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Papers of the Week

Papers: 9 Sep 2023 - 15 Sep 2023

Basic Science

Animal Studies, Molecular/Cellular, Neurobiology, Sex Differences

Neuropathic Pain, Orofacial/Head Pain

2023 Sep 12

Brain Res


Phosphorylation of the AMPARs regulated by protein kinase C (PKC) and protein interacting with C-kinase 1 (PICK1) contribute to orofacial neuropathic pain.


Liu F, Zhang YH, Zhang YY, Lin J, Liu YJ, Li YL, Fang ZH, Liao HL, Wang H, Shen JF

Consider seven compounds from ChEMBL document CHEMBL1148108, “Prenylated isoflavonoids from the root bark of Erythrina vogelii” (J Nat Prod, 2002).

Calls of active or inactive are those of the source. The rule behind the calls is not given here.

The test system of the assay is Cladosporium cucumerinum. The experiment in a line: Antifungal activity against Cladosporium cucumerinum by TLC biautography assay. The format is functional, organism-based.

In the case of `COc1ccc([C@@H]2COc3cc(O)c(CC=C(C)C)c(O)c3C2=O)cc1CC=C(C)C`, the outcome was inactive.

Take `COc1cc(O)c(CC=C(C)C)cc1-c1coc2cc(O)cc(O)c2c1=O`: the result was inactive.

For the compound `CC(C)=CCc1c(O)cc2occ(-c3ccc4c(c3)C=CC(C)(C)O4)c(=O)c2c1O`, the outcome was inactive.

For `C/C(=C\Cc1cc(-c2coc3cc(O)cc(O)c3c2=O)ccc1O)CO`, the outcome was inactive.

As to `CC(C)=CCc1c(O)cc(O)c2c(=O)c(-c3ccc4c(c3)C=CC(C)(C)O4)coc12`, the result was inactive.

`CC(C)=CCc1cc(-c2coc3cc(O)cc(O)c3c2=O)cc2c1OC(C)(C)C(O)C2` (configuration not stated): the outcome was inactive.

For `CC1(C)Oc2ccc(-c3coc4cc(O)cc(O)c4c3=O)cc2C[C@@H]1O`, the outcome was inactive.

The α-amino-3-hydroxy-5-methylisoxazole-4-isoxazolepropionic acid receptor (AMPAR) has been recognized to play a vital role in the development of neuropathic pain. Recent studies have indicated that protein kinase C (PKC) and protein interacting with C-kinase 1 (PICK1) are involved in the phosphorylation of AMPARs. However, whether PKC and PICK1 were involved in the AMPAR phosphorylation in the trigeminal ganglion (TG) to participate in orofacial neuropathic pain remains enigmatic. A behavioral test was utilized to evaluate the head withdrawal threshold (HWT) after chronic constriction injury of the infraorbital nerve (CCI-ION). The distribution and expression of GluA1, GluA2, PKC, and PICK1 were examined in the trigeminal ganglion (TG) by immunofluorescence, real-time reverse transcription-quantitative polymerase chain reaction, immunoblotting, and co-immunoprecipitation. Intra-ganglionic injections of drugs were performed to investigate the regulation mechanism. The present study demonstrated that CCI-ION-induced mechanical allodynia was maintained over at least 21 days. GluA1 and GluA2 were mainly expressed in the neurons. Trigeminal nerve injury potentiated the phosphorylation of GluA1, GluA2, and PKC in the TG, which was prevented by inhibiting PKC with chelerythrine chloride. Additionally, PICK1 colocalized and interacted with GluA2 in the TG. Following blocking PICK1 with FSC-231, the phosphorylation of GluA2 decreased. Finally, inhibition of PKC and PICK1 both alleviated mechanical allodynia in the whisker pad of CCI-ION mice. In conclusion, activation of PKC and PICK1 contribute to orofacial allodynia by regulating AMPAR phosphorylation in the TG of male mice, which provides potential therapeutic targets for alleviating orofacial neuropathic pain.